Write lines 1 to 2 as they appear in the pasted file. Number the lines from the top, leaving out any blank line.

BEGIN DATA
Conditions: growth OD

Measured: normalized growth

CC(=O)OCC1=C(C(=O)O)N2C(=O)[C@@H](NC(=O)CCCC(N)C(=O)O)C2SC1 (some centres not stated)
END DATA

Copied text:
Conditions: growth OD

Measured: normalized growth